We’re all in the middle of a bookselling revolution and I think the foot-loose independents stand a better chance than the highly-capitalized chains of being among the survivors. Luke Johnson, formerly of the UK’s Channel 4, tried to rescue Borders and keep it as a presence in the high-traffic areas of England’s major cities but apparently has thrown in the towel. In Deadline London, he is reported as having told the BBC “I bought Borders thinking we could turn it around...(but) believed wrongly we could reverse the downturn in High Street book sales. It’s a great sadness that we couldn’t. In my opinion, the High Street book store is doomed...” And in their most recent earnings report, Barnes & Noble reported annual earnings of .64 per share versus $1.33 for the previous year.
If the future for mega bookstores with their need for expensive, high-traffic locations seems uncertain (after their investor-owners decide to shift their capital to the Next Big Thing), the main losers will be people who expect to have a bookstore near where they live or work. Increasingly, anyone wanting a bookstore experience will need to hunt for one (and that may involve some serious travel time), the bookstores will not come to them. Booksellers are in the business of trying to make a living selling books, not in the business of providing comfortable places for people to hang out with their lattés and laptops while previewing books they may buy later on Amazon or at a charity book sale.
Nowadays booksellers are voting with their feet because readers are voting with their wallets. Our website administrator, Don Crossman, a reader and one-time collector of better sci/fi and fantasy literature, called my attention to some of Amazon’s recent sales figures. In less than three years, sales of digital or electronic books have exceeded hard cover sales by a substantial margin—143 e-books for every 100 printed books sold according to Amazon, reporting for the 2nd quarter of the year. (Paperbacks were excluded from the figures). The phenomenal rise of this Recent Big Thing may be explainable by the fierce competition between manufacturers of electronic readers, Amazon’s price cutting on the Kindle, and loss-leader sales of some popular titles, etc., with the result that even Amazon’s earnings have taken a hit according to the most recent report.
One of the reasons for the decrease in sales of printed books may be the way they are priced—$27.50 seems to be standard for nearly all newly-published popular best-sellers these days, including most “as-told-to” autobiographies of pop-culture figures, light airport fiction and the like. In Don Crossman’s opinion, if most of those books eventually moved to Kindleville, we should strongly consider giving thanks for the trees spared.
To further complicate matters, the Wylie Agency has ruffled Random House’s feathers by announcing it will market electronic editions of certain titles by Updike, Rushdie and others directly through an exclusive arrangement with Amazon, completely bypassing the original publisher. Currently, writers generally receive about a 25% royalty from their publishers for sales of electronic books, but some authors are hoping to get as much as 50% from electronic books sold under the new marketing scheme.
Higher prices for hard cover or cloth-bound books of a more serious or substantial nature might be sustainable, while in a perverse sort of way, if lighter fare is increasingly sold in electronic format, printed versions of the same titles will become relatively scarce, and in some cases might end up on the want lists of future collectors.
This past weekend the friends group (of which we are members) of our village’s public library held its annual book sale, and I noticed for the first time that “no scanners allowed” signs were much in evidence. The purpose is to discourage the newest twist on an old practice of scarfing up and setting aside great heaps of books, keeping them out of the hands of other buyers. Later on, after the initial crush, the books would be sorted more closely, and either bought or left behind.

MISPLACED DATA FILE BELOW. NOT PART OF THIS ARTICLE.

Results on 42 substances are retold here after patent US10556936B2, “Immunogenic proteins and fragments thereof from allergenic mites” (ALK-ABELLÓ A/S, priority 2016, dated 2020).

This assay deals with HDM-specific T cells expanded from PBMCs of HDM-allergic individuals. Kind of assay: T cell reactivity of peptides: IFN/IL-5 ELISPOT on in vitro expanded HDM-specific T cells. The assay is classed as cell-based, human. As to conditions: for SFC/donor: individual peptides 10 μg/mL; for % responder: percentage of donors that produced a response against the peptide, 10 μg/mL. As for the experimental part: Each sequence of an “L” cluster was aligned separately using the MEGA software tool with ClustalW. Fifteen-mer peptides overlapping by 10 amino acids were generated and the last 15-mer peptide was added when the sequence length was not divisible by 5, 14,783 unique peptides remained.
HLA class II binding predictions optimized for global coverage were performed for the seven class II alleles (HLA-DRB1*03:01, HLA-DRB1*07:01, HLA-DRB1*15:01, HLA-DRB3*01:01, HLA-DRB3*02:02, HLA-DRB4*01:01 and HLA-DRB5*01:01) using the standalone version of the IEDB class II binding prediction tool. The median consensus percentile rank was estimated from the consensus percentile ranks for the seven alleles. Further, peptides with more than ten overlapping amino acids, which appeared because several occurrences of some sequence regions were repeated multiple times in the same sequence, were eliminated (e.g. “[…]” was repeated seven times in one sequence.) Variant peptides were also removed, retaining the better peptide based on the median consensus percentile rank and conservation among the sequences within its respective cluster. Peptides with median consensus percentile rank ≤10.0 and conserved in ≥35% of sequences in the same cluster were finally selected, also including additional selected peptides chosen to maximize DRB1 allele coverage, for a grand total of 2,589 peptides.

Nowadays (since 1970) books are published with bar-coded dustjackets, helping speculators with scanners tuned in to pricing-information on Amazon automate the process. Not much help with an 1883 Life on the Mississippi, but there you have it. How sad that the cold-blooded practice of a few speculators-behaving-badly has resulted in some of the volunteers making booksellers generally feel unwelcome. At the same time another volunteer lamented that she’d lately noticed an overall downward trend in sales to booksellers, a group that formerly had been among the major buyers. Maybe this is a result of general conditions in the trade or perhaps some of the dealers have gotten the message and are voting with their feet. How all of this sorts itself out remains to be seen.
Our New Dimension and Lucky Number varieties are in full force and have greatly exceeded expectations in both size and color. Peaches ’n Cream and Akita have yet to bloom as of late July. The great thing about dahlias is that the more you cut for for display purposes, the more they produce. Stop cutting and they stop blooming, leaving behind swelling seed pods that need deadheading.
Unlike Asiatic hybrid lilies or Oriental hybrid lilies (not the same thing), plants that bloom for a very short period leaving behind withered stumps that beg removal, most of our dahlias are in full-bloom from early July until frost, and even without the flowers the plant is not unattractive.
I’m thinking that before prompting complaints that this has no place in a magazine about books, I’d better stop now.
Also of Note
Paul Minet returns, commenting on his stepped-up reading program while dealing with some health problems. Welcome back Paul.
Here at BSM we continue to soldier along, encouraged by messages (backed up by new subscriptions and renewals) of support from friends both old and new, and our spreadsheet currently indicates a breakdown of approximately 60% “A-List” and 40% “B-List”. If those figures become reversed I think you would agree that we should take it as a sign to seriously consider going on to other things.